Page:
The data breaches dominating headlines this summer serve as a good opportunity to remind ourselves and our eDiscovery peers that our industry is not immune to hacktivists and cyber criminals.  In fact, given the highly sensitive nature of financial services’ matters, our (collective) networks and matter data are some of the most prized targets.

Keep reading below to understand how hackers have been able to thwart cybersecurity systems in the most notorious breaches and what it means for our industry.  From a state of the union on the vulnerability of eDiscovery evidence to cyber-attack, to ideas for creating a secure eDiscovery process—we’ve got you covered.

Cybersecurity Infiltrates E-Discovery Managed Services
Using the most recent data breach at the Office of Personnel Management (OPM) as an example, Monica Bay explains that “[l]aw firms are especially vulnerable to breaches, because lawyers (especially those in litigation, property or mergers and acquisitions) process highly sensitive information.”

Bay explains the primary concerns surrounding data breaches in legal engagements in her article “Cybersecurity Infiltrates eDiscovery Managed Services.” She notes that lawyers have additional ethical obligations to protect data, citing The American Bar Association’s “Model Rules of Professional Conduct,” where Rule 1.6(c) states that, “a lawyer shall make reasonable efforts to prevent the inadvertent or unauthorized disclosure of, or unauthorized access to, information relating to the representation of a client.”

She closes by sharing how firms Vedder Price and Seyfarth Shaw are working to tighten data protection measures by incorporating cybersecurity considerations into their vendor selection processes.

3 Lessons for a Proactive Approach to Cybersecurity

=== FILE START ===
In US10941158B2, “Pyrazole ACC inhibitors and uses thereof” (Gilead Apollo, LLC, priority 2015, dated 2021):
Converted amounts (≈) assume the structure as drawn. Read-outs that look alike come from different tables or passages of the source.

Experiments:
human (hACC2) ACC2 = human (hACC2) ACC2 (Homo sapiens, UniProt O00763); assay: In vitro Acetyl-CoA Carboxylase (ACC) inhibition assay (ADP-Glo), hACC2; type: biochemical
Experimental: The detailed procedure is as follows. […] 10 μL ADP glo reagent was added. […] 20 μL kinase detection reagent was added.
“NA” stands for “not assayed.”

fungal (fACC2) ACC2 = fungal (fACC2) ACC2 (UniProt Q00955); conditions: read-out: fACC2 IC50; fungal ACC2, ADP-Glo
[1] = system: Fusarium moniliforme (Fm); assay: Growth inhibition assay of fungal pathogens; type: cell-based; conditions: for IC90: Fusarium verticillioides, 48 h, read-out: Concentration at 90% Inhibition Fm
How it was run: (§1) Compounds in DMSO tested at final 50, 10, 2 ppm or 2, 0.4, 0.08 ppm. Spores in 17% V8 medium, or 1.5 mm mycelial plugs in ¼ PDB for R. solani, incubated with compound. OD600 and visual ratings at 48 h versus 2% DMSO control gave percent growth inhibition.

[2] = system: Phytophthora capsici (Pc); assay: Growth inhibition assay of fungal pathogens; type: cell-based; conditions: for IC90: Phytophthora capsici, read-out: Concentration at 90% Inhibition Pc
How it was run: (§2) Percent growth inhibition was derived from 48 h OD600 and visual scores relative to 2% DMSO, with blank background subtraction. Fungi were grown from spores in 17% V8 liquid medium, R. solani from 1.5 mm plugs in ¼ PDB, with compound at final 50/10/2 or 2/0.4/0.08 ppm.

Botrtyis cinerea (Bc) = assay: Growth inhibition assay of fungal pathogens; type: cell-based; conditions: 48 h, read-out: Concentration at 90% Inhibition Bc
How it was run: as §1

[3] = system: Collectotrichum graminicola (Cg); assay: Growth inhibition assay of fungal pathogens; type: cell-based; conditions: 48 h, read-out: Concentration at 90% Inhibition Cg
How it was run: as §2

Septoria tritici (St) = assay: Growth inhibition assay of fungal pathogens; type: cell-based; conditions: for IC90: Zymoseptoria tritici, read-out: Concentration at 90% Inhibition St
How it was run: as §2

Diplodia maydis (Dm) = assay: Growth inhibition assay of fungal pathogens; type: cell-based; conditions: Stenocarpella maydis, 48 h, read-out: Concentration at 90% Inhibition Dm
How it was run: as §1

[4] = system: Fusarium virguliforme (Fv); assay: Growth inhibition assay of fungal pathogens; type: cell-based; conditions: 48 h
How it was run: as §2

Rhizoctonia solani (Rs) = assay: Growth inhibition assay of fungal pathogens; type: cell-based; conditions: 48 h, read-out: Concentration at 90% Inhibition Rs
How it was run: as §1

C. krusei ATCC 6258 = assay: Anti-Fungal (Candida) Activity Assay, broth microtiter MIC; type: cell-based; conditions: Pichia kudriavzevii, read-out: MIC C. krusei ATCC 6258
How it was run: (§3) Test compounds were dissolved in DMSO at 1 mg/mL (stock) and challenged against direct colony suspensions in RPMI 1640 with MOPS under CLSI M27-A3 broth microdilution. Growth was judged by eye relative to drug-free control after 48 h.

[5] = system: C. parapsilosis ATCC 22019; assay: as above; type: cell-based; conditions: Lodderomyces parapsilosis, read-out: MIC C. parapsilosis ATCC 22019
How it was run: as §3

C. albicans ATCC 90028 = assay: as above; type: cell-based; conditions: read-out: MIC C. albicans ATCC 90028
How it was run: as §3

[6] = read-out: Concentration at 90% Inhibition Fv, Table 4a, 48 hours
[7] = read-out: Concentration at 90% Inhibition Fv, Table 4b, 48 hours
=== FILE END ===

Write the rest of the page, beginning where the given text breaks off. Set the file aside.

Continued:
While Bay focuses on the responsibility of lawyers to protect the data they steward, Jason Straight offers potential solutions to the problem, offering tips in “3 Lessons for a Proactive Approach to Cybersecurity” in Corporate Counsel.

Straight asserts that there are three things legal professionals can do to alleviate cyber threats:

  • Pay Close Attention to Service Providers (and Know your Liability):

You are ultimately responsible, so it is important to understand your third-party vendors’ and service providers’ security measures. At the end of the day, Straight emphasizes that “Target’s CEO was the one who was called to testify before a congressional committee…(and) Target was compelled to provide detailed documentation of the steps it had taken to protect sensitive data prior to and immediately following the attack.” Despite having a third-party vendor in charge of their data security, Target was liable for the breach.

  • Throwing Money at the Problem Isn’t Enough:

Straight also asserts that taking on costly prevention measures is not always enough. For example, Target “purchased a $1.6 million malware-detection tool and had a team of security professionals continually monitoring its systems around the clock.” And yet, it still experienced a breach. According to Straight, this happens because nearly 80% of major data breaches are the result of weak or stolen login information.

  • A Quick Response Is Key:

Lastly, Straight stresses that time is of the essence when an organization thinks it may have been the victim of a breach. He suggests that ignoring the first inklings of a breach gives a leak the opportunity to grow and contribute to “interrupting everyday business activities, increasing costs, causing brand damage and customer churn, increasing the scrutiny of regulators, and increasing the potential for major legal problems down the road.”

Unfortunately, the rules of professional conduct that require law firms to safeguard data do not make them any less susceptible to cyber-attacks. As more law firms adopt stricter security measures, it is critical that their third-party vendors and service providers do the same.

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